• We have a habit of inventing reasons for why things should not be done rather than how it can be done. In the name of meticulous planning or preventing corruption or failure things are made so complex that they stay where the are.
    The main purpose was to promote solar installation and RPO was a good intentioned route to generate demand. Without enforcement mechanism the provision is of no value. After all would anyone pay Income Tax if only the rules were notified and there was no Income Tax Department to enforce them.
    When the projects are being awarded based on Tariff based bidding, what was or is the rationale for fixing floor or ceiling prices for RECs specially when there is no RPO enforcement. Why cant it be left to market forces.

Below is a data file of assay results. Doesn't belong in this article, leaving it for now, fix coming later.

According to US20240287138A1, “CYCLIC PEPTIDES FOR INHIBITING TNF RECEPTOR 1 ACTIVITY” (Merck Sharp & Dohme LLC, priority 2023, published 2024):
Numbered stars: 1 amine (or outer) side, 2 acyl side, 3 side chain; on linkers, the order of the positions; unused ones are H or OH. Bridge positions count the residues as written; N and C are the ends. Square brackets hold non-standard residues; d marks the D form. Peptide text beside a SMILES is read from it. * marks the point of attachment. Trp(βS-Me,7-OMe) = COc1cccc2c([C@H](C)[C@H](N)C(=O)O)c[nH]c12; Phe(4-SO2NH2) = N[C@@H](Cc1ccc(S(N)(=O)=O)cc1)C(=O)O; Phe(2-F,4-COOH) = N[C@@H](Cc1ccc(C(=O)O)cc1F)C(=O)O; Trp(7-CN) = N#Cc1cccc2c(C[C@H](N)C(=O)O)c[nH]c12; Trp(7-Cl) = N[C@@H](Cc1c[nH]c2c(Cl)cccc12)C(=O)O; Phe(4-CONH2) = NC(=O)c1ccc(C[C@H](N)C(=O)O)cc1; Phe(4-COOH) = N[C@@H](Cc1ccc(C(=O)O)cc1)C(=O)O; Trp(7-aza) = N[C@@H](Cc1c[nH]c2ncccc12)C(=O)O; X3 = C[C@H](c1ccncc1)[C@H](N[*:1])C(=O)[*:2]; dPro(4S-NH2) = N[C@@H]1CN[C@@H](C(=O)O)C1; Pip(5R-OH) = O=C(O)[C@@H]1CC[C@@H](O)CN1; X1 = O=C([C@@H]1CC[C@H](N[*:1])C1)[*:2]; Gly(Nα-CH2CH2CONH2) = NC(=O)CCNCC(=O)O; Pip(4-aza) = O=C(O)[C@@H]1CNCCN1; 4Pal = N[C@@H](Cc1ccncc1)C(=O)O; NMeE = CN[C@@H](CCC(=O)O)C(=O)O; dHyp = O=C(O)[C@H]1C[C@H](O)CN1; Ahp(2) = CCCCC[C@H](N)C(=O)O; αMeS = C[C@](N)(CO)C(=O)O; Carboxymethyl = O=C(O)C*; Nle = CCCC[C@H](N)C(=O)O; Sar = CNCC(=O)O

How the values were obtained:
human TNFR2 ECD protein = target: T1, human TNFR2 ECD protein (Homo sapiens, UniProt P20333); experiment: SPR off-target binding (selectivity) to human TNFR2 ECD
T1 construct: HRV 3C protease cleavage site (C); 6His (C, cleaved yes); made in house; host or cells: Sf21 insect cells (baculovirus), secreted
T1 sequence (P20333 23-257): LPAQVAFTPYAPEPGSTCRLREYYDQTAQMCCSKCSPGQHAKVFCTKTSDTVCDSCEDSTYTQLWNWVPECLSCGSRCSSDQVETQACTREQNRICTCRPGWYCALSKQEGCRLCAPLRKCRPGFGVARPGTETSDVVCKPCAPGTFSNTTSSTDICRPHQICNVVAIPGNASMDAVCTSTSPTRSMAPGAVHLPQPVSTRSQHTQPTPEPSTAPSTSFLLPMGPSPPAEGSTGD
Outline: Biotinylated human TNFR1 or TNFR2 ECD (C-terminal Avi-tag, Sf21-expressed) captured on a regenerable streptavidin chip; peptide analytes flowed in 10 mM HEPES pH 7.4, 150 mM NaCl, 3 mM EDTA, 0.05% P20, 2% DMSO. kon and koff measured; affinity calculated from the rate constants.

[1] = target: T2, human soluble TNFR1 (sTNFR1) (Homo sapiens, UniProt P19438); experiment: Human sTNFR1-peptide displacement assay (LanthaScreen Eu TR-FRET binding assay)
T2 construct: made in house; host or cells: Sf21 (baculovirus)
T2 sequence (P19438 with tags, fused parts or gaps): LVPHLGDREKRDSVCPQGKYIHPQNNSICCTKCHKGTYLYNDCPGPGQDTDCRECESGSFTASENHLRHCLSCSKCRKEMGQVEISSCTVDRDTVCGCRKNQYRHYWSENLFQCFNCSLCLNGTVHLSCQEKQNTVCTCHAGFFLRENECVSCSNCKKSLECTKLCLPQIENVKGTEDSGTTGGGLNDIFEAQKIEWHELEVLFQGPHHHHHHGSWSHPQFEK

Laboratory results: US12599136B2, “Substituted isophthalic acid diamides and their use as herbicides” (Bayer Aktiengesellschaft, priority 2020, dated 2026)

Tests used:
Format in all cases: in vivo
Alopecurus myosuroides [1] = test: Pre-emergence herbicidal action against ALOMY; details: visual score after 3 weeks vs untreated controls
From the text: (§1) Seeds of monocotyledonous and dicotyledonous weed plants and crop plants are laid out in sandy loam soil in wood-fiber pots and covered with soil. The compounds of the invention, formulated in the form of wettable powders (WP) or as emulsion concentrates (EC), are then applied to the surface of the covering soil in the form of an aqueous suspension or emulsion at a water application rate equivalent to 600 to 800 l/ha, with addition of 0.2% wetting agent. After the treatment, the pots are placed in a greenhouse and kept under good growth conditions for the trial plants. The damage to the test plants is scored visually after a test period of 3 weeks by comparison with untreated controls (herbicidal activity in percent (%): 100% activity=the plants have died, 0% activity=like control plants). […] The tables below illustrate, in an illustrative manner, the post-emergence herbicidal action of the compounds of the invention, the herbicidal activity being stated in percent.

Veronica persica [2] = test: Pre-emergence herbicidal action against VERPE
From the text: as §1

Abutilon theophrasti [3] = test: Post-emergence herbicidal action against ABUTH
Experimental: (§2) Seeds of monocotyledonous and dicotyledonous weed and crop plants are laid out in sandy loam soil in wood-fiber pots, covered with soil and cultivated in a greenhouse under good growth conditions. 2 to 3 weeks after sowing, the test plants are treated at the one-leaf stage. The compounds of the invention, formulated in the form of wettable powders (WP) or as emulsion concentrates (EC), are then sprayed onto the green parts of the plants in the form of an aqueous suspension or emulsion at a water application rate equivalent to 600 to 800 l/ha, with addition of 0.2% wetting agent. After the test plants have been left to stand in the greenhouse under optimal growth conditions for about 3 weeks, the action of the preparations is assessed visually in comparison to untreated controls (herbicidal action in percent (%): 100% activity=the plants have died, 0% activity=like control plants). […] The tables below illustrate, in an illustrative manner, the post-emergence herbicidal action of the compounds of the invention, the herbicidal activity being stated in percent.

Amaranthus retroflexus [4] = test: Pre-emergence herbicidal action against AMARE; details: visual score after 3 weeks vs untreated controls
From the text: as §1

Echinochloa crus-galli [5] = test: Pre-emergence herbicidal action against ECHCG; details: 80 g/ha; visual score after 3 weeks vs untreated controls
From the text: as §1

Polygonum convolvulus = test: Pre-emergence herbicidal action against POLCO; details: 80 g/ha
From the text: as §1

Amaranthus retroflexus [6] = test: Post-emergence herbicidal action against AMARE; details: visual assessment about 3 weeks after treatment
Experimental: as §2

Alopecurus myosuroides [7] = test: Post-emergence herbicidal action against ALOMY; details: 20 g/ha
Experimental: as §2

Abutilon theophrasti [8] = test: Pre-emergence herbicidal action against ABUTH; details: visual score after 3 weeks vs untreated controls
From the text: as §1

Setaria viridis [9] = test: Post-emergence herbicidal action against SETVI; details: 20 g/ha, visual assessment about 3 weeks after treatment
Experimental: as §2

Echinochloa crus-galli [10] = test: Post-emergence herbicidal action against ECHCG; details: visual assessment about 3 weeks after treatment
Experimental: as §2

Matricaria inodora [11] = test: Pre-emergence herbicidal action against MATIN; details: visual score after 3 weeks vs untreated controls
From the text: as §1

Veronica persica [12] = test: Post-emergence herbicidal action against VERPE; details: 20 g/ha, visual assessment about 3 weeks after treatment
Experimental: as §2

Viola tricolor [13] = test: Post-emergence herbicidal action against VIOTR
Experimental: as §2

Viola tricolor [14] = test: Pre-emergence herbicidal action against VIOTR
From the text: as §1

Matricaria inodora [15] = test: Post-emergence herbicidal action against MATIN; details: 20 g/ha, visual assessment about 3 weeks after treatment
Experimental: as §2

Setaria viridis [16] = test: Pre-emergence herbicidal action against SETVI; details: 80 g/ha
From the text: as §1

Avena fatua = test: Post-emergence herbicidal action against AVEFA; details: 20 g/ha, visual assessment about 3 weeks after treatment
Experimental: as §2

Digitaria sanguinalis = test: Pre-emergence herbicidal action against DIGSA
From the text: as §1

The burden of RPO has also been exagerated. Most states had started with a low percentage of 0.25 to 0.5. Considering an APP of Rs 3 and Solar power price of even Rs 9 per unit, the net would be Rs 3.03, an increase of 3 paisa per unit. If we take average family consumption as 200 units per month, the additional load is Rs 6. With per capita of less than 1000 units per year, the load is Rs 2.5 per month. The 120 cr brave people of India have managed to remain alive facing a much bigger onslaught of vegetable prices alone. So much for not being able to load the consumer.

    The falling capital cost of PV and rising coal prices will decide the economics- clearly in favour of Solar. What needs to be done is to focus on building evacuation and simplifying net metering and open access.